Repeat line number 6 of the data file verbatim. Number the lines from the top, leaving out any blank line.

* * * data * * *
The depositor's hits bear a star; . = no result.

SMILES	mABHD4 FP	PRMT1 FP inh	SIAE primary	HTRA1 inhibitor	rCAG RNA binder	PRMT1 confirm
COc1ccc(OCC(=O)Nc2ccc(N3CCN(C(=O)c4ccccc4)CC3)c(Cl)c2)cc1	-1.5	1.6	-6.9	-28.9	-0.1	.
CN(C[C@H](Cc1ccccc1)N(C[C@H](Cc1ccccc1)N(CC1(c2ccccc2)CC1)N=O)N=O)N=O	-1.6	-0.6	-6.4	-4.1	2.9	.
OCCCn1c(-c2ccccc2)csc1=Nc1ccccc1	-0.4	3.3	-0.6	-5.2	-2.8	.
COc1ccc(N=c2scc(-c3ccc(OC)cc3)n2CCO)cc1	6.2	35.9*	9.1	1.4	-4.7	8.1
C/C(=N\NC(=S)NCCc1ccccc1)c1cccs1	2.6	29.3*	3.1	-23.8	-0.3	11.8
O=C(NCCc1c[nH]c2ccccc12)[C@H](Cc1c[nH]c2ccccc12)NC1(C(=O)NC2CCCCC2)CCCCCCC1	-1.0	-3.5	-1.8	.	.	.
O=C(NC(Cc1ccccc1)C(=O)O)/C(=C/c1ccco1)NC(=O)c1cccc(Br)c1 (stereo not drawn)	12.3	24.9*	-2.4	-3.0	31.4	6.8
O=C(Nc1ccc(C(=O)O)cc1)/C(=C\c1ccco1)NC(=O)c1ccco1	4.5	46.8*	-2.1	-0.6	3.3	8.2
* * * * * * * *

COc1ccc(N=c2scc(-c3ccc(OC)cc3)n2CCO)cc1	6.2	35.9*	9.1	1.4	-4.7	8.1